David Rosnick is an economist at the Center for Economic and Policy Research. Dean Baker is aneconomist and co-director of the Center for Economic and Policy Research.
 Acknowledgements
 The authors would like to thank Kris Warner and Rivka Deutsch, who provided help with theediting and layout of this paper.
 
The Wealth of the Baby Boom Cohorts After the Collapse of the Housing Bubble
1
Executive Summary
 This paper makes projections of wealth for 2009 for the baby boom cohorts (ages 45 to 54 and ages55-64) using data from the 2004 Survey of Consumer Finance. It updates an earlier paper on thistopic from June of 2008 using projections for housing and stock values that are more plausible giventhe sharp downturn in both markets over the last 8 months, and creates three possible scenarios— from best- to worst-case—for baby boomers’ wealth in 2009. The projections show:1) The median household with a person between the ages of 45 to 54 saw its net worth fall by morethan 45 percent between 2004 and 2009, from $150,500 in 2004 to just $82,200 in 2009 (all amountsare in 2009 dollars). This figure, which includes home equity, is not even sufficient to cover half of the value of the median house in the United States. In other words, if the median late baby boomerhousehold took all of the wealth they had accumulated during their lifetime, they would still owemore than half of the price of a typical house and have no other assets whatsoever.
1
 2) The situation for early baby boomers is somewhat better. The median household with a personbetween the ages of 55 and 64 saw its wealth fall by almost 38 percent from $229,600 in 2004 to$142,700 in 2009. This net worth would be sufficient to allow these households, who are at the peak ages for wealth accumulation, to cover approximately 80 percent of the cost of the median home, if they had no other assets.3) As a result of the plunge in house prices, many baby boomers now have little or no equity in theirhome. According to our calculations, nearly 30 percent of households headed by someone betweenthe ages of 45 to 54 will need to bring money to their closing (to cover their mortgage andtransactions costs) if they were to sell their home. More than 15 percent of the early baby boomers,people between the ages of 55 and 64, will need to bring money to a closing when they sell theirhome. These calculations imply that, as a result of the collapse of the housing bubble, millions of middleclass homeowners still have little or no equity even after they have been homeowners for severaldecades. These households will be in the same situation as first-time homebuyers, forced to struggleto find the money needed to put up a down payment for a new home. This will make it especially difficult for many baby boomers to leave their current homes and buy housing that might be moresuitable for their retirement.Finally, the projections show that for both age groups, the renters within each wealth quintile in2004 will have more wealth in 2009 than homeowners in all three scenarios. In the second and thirdscenarios, renters will have dramatically more wealth in 2009 than homeowners who started in thesame wealth quintile. Homeownership is not everywhere and always an effective way to accumulate wealth. For those who owned a home in the last few years, the collapse of the housing bubble led tothe destruction of much or all of their wealth.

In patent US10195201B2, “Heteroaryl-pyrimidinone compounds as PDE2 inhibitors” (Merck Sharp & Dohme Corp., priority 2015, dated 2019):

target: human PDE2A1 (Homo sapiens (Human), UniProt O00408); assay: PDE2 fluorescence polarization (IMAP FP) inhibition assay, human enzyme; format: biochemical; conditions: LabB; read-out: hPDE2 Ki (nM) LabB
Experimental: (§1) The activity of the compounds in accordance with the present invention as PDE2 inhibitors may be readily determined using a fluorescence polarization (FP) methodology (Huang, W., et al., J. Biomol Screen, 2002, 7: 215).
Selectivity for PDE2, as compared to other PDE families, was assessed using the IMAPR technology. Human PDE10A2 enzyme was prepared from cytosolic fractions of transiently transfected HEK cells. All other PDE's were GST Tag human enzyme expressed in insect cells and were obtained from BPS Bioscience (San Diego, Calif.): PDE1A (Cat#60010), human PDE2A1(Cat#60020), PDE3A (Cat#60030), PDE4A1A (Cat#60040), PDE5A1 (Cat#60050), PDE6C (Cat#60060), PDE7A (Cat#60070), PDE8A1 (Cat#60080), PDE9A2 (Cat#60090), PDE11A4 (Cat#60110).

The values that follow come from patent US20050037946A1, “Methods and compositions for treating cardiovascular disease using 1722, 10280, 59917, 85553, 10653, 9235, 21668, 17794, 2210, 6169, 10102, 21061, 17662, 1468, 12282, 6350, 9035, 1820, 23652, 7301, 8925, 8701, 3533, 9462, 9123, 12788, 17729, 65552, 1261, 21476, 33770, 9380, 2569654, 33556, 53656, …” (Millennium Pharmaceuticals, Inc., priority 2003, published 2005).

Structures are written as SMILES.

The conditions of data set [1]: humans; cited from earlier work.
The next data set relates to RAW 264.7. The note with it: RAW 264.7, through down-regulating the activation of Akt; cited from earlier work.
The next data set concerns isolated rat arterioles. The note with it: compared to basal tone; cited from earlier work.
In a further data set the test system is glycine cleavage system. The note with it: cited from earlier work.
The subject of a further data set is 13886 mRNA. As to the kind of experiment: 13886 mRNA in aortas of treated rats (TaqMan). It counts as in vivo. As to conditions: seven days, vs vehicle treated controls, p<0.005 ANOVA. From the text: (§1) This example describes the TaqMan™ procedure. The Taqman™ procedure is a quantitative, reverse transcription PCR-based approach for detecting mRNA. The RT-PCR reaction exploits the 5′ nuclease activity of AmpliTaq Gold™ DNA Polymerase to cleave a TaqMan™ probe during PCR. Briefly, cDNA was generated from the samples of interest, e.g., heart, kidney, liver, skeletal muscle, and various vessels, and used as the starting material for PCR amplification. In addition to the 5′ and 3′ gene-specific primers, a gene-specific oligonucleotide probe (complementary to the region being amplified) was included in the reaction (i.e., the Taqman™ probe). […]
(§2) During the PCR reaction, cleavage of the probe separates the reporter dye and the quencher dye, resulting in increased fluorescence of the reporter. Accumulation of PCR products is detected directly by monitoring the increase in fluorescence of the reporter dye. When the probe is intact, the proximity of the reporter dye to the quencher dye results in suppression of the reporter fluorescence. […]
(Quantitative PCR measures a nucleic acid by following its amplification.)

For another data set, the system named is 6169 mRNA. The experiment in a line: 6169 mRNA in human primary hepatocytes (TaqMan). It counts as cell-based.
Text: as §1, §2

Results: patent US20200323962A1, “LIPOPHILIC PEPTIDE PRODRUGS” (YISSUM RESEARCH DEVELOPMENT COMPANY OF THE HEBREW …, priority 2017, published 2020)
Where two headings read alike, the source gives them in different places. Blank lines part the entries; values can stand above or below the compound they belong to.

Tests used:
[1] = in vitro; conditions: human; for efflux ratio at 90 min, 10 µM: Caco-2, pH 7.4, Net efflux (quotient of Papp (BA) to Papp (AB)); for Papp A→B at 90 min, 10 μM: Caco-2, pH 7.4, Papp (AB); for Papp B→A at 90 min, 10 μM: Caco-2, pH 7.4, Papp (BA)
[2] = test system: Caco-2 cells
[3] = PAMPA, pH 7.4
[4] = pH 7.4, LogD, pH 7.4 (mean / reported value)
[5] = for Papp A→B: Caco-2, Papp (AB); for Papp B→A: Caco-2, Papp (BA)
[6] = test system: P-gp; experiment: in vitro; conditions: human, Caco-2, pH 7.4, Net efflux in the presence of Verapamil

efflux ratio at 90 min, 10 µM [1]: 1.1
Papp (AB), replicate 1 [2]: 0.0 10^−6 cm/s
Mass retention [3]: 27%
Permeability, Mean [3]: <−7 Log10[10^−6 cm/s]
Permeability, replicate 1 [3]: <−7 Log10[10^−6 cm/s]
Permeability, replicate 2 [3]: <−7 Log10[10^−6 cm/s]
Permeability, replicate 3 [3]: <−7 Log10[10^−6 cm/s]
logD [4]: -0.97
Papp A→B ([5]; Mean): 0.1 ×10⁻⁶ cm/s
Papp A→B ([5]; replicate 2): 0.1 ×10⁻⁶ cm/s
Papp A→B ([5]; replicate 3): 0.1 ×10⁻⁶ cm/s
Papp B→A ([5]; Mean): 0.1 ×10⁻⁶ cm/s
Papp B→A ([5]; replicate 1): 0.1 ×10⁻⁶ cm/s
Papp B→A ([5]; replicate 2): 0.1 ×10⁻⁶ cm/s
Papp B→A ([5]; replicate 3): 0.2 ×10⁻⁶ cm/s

1
These calculations exclude wealth in defined benefit pensions.